Anahera Rawiri of Ngāti Whātua Ōrākei talks to Jeremy Hansen about finding solutions to Auckland’s housing crisis.
New Zealand’s housing crisis is a systemic failure on so many fronts: a rapidly growing population, insane house prices, a drastic shortage of quality homes, a volatile renting market, tight lending restrictions, no capital gains tax and so much more.
All of it is interdependent and complicated, which is partly why, at a national level, it’s been put in the too-hard basket for too long. But in Auckland, one hapū has been tackling these obstacles – financial, structural, psychological – in innovative ways with remarkable results. It’s been hard, painstaking work at a relatively small scale, but it offers lessons that could be applied across the country – and shows that our housing problems, when tackled one by one, may not be as intractable as we think.
Up on the papakāinga at Ōrākei, 30 new warm, dry and generous terrace homes are testament to the determination of the members of Ngāti Whātua Ōrākei to begin to deal with the housing crisis in their own way.
“There’s so much pressure on the housing market that people are looking for different ways of doing things,” says Anahera Rawiri, who works for Ngāti Whātua Ōrākei’s development arm. “We knew we had to build some houses, and it was good for us to do that. [But] the only way we could get around some of these barriers was to fund it ourselves.”
Ngāti Whātua Ōrākei’s development team realised, for example, that some of their hapū members earned enough money to service a mortgage, but they weren’t able to save a 20% deposit in a time of galloping house prices. “It’s a huge barrier for everyone, not just Ngāti Whātua Ōrākei,” Rawiri says. So the hāpū developed a different mechanism for assessing buyers’ financial viability, and took on the risk of lower deposits by skirting the banks and financing the build themselves.
They were able to dodge the obsession with what Rawiri refers to as “the quarter-acre dream” by thinking long-term about the use of the hapū’s land and collectively see that medium-density housing – in this case, the creation of Kāinga Tuatahi, 30 terrace homes designed by Stevens Lawson Architects – was a much more equitable way to use that land than standalone homes. And because the land is owned by the hapū in perpetuity, the homes built on it are necessarily leasehold, not freehold – which actually lowers housing prices, because the buyers in this case already collectively own the land they are living on.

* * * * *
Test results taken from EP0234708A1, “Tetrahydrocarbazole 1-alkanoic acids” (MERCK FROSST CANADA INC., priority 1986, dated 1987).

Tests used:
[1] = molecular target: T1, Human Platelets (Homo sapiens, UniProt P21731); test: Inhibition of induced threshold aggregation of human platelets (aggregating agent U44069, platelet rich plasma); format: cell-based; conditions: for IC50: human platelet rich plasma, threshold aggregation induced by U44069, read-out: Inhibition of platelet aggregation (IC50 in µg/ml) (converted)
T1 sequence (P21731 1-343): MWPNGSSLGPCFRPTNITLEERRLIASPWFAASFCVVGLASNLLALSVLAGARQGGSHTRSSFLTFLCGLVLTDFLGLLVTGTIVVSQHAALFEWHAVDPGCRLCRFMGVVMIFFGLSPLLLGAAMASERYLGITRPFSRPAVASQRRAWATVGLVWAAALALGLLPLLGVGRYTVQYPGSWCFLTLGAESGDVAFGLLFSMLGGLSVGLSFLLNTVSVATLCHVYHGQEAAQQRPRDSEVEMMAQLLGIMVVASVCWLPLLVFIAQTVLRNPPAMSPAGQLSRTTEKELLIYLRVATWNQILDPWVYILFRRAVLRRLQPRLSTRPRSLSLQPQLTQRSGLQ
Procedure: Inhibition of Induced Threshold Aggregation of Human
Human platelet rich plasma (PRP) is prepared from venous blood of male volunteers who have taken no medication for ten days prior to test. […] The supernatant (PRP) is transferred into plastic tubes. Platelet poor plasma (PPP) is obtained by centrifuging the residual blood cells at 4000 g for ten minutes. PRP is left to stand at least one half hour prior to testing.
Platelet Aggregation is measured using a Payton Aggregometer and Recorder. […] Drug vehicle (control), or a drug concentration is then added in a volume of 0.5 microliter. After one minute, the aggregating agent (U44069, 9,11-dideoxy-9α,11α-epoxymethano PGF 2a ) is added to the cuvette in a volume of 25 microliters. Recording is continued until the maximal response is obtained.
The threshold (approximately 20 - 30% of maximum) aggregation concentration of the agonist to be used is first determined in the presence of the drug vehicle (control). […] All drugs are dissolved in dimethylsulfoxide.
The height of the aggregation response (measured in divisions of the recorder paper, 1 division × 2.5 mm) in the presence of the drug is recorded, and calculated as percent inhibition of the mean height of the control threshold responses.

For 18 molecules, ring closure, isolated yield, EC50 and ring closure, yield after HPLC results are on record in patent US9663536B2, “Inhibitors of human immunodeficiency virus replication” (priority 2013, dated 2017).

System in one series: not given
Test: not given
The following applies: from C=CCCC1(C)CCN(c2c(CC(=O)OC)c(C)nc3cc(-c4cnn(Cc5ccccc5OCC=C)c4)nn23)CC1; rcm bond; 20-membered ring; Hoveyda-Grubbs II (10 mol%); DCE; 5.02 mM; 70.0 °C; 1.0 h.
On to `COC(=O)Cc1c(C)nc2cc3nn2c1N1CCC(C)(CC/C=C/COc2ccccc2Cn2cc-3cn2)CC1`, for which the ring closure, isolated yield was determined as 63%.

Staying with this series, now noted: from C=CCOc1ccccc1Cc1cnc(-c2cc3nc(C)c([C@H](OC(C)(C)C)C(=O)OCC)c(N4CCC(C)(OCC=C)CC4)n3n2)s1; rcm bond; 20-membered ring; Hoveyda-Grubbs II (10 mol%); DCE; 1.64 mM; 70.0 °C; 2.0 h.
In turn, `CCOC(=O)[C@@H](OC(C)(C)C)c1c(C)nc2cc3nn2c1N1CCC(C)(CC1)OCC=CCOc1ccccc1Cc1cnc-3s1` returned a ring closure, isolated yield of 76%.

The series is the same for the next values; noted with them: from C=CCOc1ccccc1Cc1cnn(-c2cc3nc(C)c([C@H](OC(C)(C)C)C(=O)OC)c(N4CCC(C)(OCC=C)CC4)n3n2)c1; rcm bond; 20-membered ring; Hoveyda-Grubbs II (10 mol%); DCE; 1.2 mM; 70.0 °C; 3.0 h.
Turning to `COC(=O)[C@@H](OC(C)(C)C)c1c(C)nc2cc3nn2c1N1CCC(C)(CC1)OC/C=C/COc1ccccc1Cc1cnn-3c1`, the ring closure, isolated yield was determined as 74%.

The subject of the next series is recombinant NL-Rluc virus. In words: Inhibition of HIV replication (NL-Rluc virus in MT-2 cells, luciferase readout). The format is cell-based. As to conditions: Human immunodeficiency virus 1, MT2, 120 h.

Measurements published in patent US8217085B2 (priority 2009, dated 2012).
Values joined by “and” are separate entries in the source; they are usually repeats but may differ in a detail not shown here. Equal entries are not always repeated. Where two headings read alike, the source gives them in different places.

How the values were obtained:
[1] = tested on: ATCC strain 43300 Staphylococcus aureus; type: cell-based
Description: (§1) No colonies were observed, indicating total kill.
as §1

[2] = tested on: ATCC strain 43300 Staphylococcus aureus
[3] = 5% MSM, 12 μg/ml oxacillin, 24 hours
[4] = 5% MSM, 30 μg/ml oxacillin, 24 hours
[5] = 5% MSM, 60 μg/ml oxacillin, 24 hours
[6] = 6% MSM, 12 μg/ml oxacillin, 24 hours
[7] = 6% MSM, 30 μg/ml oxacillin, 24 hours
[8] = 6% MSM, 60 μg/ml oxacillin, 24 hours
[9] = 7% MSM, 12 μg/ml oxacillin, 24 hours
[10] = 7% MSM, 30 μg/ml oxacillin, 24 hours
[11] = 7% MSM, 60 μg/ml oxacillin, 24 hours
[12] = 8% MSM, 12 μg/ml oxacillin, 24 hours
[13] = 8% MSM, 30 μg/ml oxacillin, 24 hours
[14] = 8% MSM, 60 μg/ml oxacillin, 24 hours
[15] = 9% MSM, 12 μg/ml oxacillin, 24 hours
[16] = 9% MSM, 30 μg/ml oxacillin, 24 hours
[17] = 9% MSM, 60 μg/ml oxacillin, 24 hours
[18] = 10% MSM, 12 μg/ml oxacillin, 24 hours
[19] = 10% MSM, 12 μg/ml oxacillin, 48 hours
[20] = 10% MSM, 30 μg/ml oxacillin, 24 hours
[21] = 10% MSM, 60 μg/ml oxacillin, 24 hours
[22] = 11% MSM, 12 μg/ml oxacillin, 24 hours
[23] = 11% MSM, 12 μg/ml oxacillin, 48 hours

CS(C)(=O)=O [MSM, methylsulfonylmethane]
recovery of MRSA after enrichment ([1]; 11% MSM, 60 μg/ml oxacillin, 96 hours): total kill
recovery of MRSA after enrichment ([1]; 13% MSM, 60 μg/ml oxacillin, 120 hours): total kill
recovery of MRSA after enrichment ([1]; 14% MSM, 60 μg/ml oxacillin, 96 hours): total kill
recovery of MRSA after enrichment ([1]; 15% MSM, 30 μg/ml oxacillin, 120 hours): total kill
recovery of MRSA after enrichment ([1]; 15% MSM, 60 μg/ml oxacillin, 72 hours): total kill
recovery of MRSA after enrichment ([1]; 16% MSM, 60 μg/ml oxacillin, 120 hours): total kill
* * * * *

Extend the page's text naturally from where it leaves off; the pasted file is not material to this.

That same commitment to long-term sustainability led to a commitment to solar energy and the creation of warm, dry homes that barely need heating in winter. It also meant they focused on build quality and the adaptability of the homes – many of which have insulated garage spaces, for example, that can easily be turned into extra bedrooms if needed.
All of this is eminently sensible, and makes you realise all over again how much the short-term, do-it-up-and-flick-it commoditisation of the property market has made our cities basically unliveable for so many people. If we thought sensibly as a population about land use, for example, the anti-density NIMBYs wouldn’t get a look in. If we thought sensibly about investment patterns, we would have a capital gains tax. And if we thought about the very obvious benefits of warm, dry homes, we wouldn’t have so many damp, freezing places that make their occupants sick.
Up on the papakāinga at Ōrākei we’re only talking about 30 homes, as well as almost 70 former Housing New Zealand homes in the area that are rented to hapū members. But Ngāti Whātua Ōrākei is already planning its next steps. A hapū housing survey is being conducted to ask whānau what’s important to them. Do they feel ownership is essential, for example, or would a stable renting solution suit them just as well? How can the hapū help with financial literacy so their families feel better equipped to meet their housing goals?
It isn’t only creating homes for hapū members, but investing in the wider housing market as well. In 2005, the hapū purchased former Navy land on Auckland’s North Shore which is now being developed to create housing that’s sold on the open market. This isn’t about creating housing solutions as much as it is about ensuring the hapū’s longer-term financial future. “The treaty settlement process was to allow us to take control of our future and this is one part of that,” Rawiri says.
Rawiri is the first to admit that the hapū’s financial strength means the housing solutions it has developed aren’t available to every organisation. But by addressing the problems in the housing market in a determined and holistic way, they’ve been able to deliver the beginnings of longer-term housing solutions that could eventually touch a large proportion of the hapū’s 5,000 members. “You look at the benefits of new development and what it can bring back to your community and all the social outcomes that we’ve seen – people can only grow from that,” Rawiri says. “We’re always open to share this if it means a better Auckland, better Aotearoa and better housing for Māori. We’re down for that.”
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